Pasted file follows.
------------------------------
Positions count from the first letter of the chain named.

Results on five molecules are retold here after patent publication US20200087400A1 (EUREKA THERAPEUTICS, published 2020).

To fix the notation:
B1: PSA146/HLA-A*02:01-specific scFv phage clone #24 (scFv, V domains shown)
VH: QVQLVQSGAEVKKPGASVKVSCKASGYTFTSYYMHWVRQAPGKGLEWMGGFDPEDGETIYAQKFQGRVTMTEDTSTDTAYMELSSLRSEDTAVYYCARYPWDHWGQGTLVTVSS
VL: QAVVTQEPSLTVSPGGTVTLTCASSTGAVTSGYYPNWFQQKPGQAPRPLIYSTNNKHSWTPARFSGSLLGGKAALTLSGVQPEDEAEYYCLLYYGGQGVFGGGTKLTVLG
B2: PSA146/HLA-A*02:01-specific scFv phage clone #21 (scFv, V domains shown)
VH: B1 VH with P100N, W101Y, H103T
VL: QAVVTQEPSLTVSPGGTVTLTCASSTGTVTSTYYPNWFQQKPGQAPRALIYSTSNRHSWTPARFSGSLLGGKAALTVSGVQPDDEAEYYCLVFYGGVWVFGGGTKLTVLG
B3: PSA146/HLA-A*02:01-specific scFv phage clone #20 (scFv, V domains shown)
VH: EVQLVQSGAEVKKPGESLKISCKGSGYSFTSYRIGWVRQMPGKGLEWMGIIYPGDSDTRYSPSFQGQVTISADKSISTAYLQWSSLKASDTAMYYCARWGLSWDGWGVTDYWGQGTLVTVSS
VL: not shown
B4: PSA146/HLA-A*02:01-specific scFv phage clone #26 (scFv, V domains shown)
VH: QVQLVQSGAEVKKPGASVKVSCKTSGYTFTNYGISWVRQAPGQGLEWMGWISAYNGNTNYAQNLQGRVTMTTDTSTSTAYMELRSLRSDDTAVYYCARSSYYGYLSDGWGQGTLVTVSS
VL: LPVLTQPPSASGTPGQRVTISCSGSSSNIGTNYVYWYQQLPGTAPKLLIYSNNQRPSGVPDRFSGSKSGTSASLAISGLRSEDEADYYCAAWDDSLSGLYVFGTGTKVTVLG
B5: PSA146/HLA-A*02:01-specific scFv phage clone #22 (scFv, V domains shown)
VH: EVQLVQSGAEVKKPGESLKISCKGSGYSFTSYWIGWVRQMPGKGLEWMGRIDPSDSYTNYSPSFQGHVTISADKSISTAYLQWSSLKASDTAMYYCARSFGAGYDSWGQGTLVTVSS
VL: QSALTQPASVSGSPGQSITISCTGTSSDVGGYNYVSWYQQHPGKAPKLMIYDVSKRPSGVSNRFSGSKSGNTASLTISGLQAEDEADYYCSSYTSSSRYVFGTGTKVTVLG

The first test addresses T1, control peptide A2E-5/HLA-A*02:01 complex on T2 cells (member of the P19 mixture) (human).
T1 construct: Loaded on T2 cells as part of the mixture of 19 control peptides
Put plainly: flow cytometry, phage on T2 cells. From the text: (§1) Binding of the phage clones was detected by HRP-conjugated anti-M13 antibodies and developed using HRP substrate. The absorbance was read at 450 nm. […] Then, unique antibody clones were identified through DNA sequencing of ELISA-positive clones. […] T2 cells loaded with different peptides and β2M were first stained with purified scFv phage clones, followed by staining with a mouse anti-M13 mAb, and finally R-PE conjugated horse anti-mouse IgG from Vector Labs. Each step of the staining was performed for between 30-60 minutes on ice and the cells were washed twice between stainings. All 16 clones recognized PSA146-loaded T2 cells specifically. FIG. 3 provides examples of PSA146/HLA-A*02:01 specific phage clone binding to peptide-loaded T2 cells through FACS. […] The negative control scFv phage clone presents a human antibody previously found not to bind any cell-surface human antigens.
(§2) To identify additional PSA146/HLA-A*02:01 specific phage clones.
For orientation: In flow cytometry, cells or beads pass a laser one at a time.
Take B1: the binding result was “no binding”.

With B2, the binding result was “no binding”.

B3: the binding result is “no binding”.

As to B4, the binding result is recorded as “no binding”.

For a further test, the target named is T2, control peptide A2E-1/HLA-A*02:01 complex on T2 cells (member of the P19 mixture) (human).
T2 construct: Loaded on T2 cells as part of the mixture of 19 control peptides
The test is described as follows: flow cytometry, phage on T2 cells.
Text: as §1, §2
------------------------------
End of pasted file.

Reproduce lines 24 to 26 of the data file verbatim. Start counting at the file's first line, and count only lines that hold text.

Take B1: the binding result was “no binding”.

With B2, the binding result was “no binding”.

B3: the binding result is “no binding”.